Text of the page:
EIA claims the CEF's projected rate of deployment for these technologies is unreasonable. But in only six months, Californians were able to reduce their electricity consumption by 6 percent during the summer of 2001, with no deprivation. This experience should encourage us not to sell short our ability to be smarter about energy use, given the appropriate policy support.
The administration asserts the goal of its energy plan and carbon intensity initiative is to reduce demand and greenhouse gas emissions to levels below EIA's business as usual (BAU) forecasts.21 These are laudable goals but the administration's use of BAU forecasts to critique the Clean Power Act is inconsistent with those goals. The administration needs to adopt specific policies designed to achieve appropriately ambitious goals for energy efficiency and renewable energy. When it does so, it will conclude, as DOE's experts have, that S.556 will help, not hurt consumers.
When policies to promote efficiency and renewables are combined with emission caps the cost of meeting S.556's pollution targets is dramatically reduced compared to BAU assumptions. In the revised EPA analysis they find that by implementing even the very modest efficiency efforts, as suggested in the EIA's "advanced technology" scenario, electricity generation costs fall below BAU costs. For example, in 2010 for the EIA advanced technology case there would be a $12 billion savings in electric generation costs as compared to BAU costs, while by 2015 with the slightly more aggressive CEF moderate efficiency and renewable policies, the saving would rise to as much as $26 billion.22 We can clean up power plants and save consumers money through smart policies to reduce waste and increase renewable energy supplies.
Who Profits -- Polluters or Consumers?
EPA's analysis from last fall makes another unstated assumption that drives up costs for consumers. Mr. Holmstead blamed S.556 for these consumer cost increases but the real blame lies with the approach chosen by EPA. Even though EPA's earlier study shows changes in generating costs under the Clean Power Act range from a maximum increase of $17 billion per year to a savings of $3 billion per year, the study calculates consumers' bills would go up by $50 to $100 billion per year. EPA reaches this conclusion by assuming that the law Congress will enact will let generators retain windfall profits from the value of carbon permits under a cap and trade program. EPA's approach assumes a large transfer of wealth from consumers to shareholders of generating companies, by grandfathering the value of carbon permits to the polluters themselves.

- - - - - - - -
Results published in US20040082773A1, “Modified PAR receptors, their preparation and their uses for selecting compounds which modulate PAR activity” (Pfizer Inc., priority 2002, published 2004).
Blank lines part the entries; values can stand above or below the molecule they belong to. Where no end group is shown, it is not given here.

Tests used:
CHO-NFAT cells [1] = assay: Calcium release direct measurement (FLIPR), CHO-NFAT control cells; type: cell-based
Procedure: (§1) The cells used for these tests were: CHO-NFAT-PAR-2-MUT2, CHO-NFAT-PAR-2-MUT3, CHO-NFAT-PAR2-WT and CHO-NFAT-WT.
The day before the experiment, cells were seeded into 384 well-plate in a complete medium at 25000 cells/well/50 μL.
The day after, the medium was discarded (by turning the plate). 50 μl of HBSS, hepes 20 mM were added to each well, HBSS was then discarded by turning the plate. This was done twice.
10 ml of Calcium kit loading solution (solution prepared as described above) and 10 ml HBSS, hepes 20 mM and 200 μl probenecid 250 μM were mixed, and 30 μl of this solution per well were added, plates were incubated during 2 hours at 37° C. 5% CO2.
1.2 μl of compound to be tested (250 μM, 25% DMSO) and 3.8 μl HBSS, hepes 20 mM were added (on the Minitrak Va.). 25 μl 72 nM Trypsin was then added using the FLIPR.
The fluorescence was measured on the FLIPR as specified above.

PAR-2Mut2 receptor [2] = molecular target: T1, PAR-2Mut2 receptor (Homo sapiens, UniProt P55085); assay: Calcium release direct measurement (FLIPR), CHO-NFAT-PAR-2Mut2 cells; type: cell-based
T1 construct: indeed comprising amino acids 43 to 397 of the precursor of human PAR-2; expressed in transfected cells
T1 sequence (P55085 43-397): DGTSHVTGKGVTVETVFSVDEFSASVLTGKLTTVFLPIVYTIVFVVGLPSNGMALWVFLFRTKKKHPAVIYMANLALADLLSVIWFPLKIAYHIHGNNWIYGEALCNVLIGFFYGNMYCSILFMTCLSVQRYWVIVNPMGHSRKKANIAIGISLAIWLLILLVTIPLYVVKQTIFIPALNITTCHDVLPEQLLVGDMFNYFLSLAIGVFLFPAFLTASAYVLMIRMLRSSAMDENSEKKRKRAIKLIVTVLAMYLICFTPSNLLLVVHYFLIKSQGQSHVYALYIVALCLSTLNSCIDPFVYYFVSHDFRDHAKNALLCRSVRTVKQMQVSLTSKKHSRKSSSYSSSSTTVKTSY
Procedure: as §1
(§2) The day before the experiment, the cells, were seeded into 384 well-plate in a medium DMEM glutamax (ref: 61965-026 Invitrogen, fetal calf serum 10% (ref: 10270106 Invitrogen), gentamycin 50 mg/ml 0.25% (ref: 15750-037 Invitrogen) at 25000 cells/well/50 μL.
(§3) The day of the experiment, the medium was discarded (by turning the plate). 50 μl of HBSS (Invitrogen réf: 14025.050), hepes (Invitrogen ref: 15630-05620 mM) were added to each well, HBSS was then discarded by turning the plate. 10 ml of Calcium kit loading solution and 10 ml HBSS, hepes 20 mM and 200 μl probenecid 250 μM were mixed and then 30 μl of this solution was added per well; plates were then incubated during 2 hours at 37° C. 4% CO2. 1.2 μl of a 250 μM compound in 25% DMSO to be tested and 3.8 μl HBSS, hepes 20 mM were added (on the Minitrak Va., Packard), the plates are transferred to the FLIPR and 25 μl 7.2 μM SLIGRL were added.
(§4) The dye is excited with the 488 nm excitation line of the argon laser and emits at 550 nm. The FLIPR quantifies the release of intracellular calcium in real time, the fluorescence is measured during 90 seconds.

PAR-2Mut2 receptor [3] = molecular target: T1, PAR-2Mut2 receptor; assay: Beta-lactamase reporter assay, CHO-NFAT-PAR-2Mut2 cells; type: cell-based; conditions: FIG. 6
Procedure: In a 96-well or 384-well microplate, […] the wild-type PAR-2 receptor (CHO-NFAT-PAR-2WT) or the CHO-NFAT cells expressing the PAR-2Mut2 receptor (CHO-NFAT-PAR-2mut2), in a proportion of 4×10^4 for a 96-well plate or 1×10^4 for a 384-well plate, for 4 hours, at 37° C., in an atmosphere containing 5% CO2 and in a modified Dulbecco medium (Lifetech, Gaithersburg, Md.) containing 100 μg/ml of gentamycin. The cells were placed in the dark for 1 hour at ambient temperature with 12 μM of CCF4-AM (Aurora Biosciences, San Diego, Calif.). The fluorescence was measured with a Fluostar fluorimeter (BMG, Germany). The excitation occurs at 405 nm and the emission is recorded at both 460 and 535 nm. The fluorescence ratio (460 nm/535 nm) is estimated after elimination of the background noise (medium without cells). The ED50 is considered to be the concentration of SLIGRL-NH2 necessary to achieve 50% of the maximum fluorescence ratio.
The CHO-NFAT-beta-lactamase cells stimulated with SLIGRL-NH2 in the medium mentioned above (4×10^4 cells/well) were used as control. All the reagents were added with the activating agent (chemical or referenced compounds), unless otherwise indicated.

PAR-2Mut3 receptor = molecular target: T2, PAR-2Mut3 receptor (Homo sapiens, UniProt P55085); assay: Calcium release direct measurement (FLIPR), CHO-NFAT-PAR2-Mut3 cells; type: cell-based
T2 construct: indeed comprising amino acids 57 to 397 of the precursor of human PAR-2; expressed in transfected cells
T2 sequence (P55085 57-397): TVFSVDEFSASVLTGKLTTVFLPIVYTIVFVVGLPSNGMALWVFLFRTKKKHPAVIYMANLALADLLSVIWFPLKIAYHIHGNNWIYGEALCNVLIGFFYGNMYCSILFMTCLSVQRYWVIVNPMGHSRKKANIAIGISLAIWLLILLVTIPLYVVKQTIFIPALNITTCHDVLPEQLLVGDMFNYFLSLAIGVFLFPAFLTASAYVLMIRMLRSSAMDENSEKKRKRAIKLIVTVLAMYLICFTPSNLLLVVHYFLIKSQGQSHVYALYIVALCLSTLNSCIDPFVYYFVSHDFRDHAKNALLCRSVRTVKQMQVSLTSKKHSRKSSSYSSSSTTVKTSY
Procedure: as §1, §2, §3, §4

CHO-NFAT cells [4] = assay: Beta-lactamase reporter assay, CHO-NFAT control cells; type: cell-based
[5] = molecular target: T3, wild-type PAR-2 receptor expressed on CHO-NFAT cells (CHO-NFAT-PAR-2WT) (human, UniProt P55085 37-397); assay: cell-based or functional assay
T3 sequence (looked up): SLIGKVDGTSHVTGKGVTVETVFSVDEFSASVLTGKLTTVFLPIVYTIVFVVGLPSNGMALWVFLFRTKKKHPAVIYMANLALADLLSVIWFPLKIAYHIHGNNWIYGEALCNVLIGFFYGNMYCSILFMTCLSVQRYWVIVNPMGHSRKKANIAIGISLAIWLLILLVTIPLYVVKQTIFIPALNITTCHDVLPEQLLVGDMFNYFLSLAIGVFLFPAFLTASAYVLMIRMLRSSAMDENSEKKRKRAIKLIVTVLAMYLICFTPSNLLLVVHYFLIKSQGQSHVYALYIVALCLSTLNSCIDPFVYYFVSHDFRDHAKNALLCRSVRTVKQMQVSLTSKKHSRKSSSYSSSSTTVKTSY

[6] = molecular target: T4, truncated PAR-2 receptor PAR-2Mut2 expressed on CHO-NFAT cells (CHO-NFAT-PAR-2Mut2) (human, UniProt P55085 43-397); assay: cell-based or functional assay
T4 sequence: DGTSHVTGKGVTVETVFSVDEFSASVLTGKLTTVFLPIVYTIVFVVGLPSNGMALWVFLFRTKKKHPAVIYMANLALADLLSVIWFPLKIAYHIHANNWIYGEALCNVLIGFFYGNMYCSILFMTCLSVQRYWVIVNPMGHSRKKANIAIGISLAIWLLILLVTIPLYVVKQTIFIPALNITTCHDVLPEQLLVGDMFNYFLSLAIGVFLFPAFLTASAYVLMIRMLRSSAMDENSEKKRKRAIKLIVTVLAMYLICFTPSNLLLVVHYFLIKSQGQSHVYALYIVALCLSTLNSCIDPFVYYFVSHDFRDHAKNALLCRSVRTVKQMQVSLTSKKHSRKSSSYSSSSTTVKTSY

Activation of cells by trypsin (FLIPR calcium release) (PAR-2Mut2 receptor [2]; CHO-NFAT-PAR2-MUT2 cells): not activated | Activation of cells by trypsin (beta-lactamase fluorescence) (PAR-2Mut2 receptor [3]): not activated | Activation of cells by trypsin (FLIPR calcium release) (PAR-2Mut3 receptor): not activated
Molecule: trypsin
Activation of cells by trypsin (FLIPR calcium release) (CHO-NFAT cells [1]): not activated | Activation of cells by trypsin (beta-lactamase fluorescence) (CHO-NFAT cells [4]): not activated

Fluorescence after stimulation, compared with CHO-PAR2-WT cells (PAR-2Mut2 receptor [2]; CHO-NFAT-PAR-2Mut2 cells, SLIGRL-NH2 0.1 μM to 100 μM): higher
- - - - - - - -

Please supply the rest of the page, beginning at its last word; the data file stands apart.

S.556 does not call for any such result. With more sensible approaches to carbon allowance allocation than the administration assumes, households will have lower net costs under the Clean Power Act. There are a number of approaches to deny windfall profits to generators and recycle revenue to consumers and the bill encourages EPA to adopt such approaches in designing the cap and trade program for carbon. The Committee may wish to act affirmatively to be sure that the most effective allocation program is used.
The Role of Natural Gas
The administration also has claimed that S.556 will endanger energy security by requiring too much natural gas for electric generation. But large increases in natural gas use do not occur if the integrated CEF efficiency and renewable policies called for in S.556 are implemented. Under either the moderate or advanced CEF policy programs, EPA's study confirms that natural gas use in electric generators will by 2015 be slightly less then what is expected under BAU growth with no emission controls.24 There is no reason to oppose limits on carbon pollution in order to avoid excessive dependence on natural gas or any other single fuel for electricity generation. Smart policies that harness the largely untapped potential of efficiency and renewable energy do a better job of promoting fuel diversity and attack the problem of global warming at the same time.
A Piecemeal Approach to Power Plant Pollution is Flawed